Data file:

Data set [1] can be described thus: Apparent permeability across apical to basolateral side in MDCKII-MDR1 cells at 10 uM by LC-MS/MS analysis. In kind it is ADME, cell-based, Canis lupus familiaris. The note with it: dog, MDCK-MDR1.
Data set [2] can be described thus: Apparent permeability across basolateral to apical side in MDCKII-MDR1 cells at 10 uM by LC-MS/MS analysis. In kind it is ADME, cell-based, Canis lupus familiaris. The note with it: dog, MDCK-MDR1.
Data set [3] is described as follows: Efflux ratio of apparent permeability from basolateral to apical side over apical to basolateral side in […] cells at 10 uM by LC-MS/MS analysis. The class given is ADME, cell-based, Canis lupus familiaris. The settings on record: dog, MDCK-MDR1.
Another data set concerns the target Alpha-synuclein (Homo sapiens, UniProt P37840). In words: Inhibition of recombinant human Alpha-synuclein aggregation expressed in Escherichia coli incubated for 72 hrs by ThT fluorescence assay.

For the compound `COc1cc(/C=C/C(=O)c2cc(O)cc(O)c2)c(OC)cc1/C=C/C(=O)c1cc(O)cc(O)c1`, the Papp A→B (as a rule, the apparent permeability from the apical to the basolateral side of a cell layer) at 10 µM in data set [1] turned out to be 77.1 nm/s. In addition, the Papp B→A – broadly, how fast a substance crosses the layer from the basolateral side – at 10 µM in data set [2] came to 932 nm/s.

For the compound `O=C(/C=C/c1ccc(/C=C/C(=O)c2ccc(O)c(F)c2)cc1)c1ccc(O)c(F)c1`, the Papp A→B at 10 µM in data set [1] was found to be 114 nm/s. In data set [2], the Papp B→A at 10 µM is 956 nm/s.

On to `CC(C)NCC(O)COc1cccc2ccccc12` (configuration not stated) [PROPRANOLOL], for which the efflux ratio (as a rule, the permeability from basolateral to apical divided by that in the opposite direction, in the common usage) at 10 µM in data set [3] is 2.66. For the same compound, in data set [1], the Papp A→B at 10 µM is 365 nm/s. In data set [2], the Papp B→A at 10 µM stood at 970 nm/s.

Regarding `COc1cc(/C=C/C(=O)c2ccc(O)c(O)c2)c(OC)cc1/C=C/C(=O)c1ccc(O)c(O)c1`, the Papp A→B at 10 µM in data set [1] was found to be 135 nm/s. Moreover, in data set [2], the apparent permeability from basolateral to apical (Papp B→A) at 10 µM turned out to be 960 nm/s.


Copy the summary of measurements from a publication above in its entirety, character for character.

Data set [1] can be described thus: Apparent permeability across apical to basolateral side in MDCKII-MDR1 cells at 10 uM by LC-MS/MS analysis. In kind it is ADME, cell-based, Canis lupus familiaris. The note with it: dog, MDCK-MDR1.
Data set [2] can be described thus: Apparent permeability across basolateral to apical side in MDCKII-MDR1 cells at 10 uM by LC-MS/MS analysis. In kind it is ADME, cell-based, Canis lupus familiaris. The note with it: dog, MDCK-MDR1.
Data set [3] is described as follows: Efflux ratio of apparent permeability from basolateral to apical side over apical to basolateral side in […] cells at 10 uM by LC-MS/MS analysis. The class given is ADME, cell-based, Canis lupus familiaris. The settings on record: dog, MDCK-MDR1.
Another data set concerns the target Alpha-synuclein (Homo sapiens, UniProt P37840). In words: Inhibition of recombinant human Alpha-synuclein aggregation expressed in Escherichia coli incubated for 72 hrs by ThT fluorescence assay.

For the compound `COc1cc(/C=C/C(=O)c2cc(O)cc(O)c2)c(OC)cc1/C=C/C(=O)c1cc(O)cc(O)c1`, the Papp A→B (as a rule, the apparent permeability from the apical to the basolateral side of a cell layer) at 10 µM in data set [1] turned out to be 77.1 nm/s. In addition, the Papp B→A – broadly, how fast a substance crosses the layer from the basolateral side – at 10 µM in data set [2] came to 932 nm/s.

For the compound `O=C(/C=C/c1ccc(/C=C/C(=O)c2ccc(O)c(F)c2)cc1)c1ccc(O)c(F)c1`, the Papp A→B at 10 µM in data set [1] was found to be 114 nm/s. In data set [2], the Papp B→A at 10 µM is 956 nm/s.

On to `CC(C)NCC(O)COc1cccc2ccccc12` (configuration not stated) [PROPRANOLOL], for which the efflux ratio (as a rule, the permeability from basolateral to apical divided by that in the opposite direction, in the common usage) at 10 µM in data set [3] is 2.66. For the same compound, in data set [1], the Papp A→B at 10 µM is 365 nm/s. In data set [2], the Papp B→A at 10 µM stood at 970 nm/s.

Regarding `COc1cc(/C=C/C(=O)c2ccc(O)c(O)c2)c(OC)cc1/C=C/C(=O)c1ccc(O)c(O)c1`, the Papp A→B at 10 µM in data set [1] was found to be 135 nm/s. Moreover, in data set [2], the apparent permeability from basolateral to apical (Papp B→A) at 10 µM turned out to be 960 nm/s.